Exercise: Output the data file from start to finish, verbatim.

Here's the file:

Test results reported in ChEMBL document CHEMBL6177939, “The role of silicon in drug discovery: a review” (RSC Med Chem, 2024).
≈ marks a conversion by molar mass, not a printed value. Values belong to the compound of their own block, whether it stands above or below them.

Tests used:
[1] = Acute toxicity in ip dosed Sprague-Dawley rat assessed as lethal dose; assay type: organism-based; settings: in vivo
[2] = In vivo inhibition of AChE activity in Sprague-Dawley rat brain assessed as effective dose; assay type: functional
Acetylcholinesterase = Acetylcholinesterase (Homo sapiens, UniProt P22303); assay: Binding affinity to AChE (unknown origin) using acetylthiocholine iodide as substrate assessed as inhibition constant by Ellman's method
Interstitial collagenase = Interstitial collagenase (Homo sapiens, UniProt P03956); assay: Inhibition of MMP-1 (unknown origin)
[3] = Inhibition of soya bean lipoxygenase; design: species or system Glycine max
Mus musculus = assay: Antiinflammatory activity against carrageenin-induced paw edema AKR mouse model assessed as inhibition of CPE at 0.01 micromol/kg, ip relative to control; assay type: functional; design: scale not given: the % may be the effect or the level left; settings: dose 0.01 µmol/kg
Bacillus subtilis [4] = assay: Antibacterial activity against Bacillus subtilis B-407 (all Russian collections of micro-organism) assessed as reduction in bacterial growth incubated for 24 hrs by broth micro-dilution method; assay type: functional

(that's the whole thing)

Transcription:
Test results reported in ChEMBL document CHEMBL6177939, “The role of silicon in drug discovery: a review” (RSC Med Chem, 2024).
≈ marks a conversion by molar mass, not a printed value. Values belong to the compound of their own block, whether it stands above or below them.

Tests used:
[1] = Acute toxicity in ip dosed Sprague-Dawley rat assessed as lethal dose; assay type: organism-based; settings: in vivo
[2] = In vivo inhibition of AChE activity in Sprague-Dawley rat brain assessed as effective dose; assay type: functional
Acetylcholinesterase = Acetylcholinesterase (Homo sapiens, UniProt P22303); assay: Binding affinity to AChE (unknown origin) using acetylthiocholine iodide as substrate assessed as inhibition constant by Ellman's method
Interstitial collagenase = Interstitial collagenase (Homo sapiens, UniProt P03956); assay: Inhibition of MMP-1 (unknown origin)
[3] = Inhibition of soya bean lipoxygenase; design: species or system Glycine max
Mus musculus = assay: Antiinflammatory activity against carrageenin-induced paw edema AKR mouse model assessed as inhibition of CPE at 0.01 micromol/kg, ip relative to control; assay type: functional; design: scale not given: the % may be the effect or the level left; settings: dose 0.01 µmol/kg
Bacillus subtilis [4] = assay: Antibacterial activity against Bacillus subtilis B-407 (all Russian collections of micro-organism) assessed as reduction in bacterial growth incubated for 24 hrs by broth micro-dilution method; assay type: functional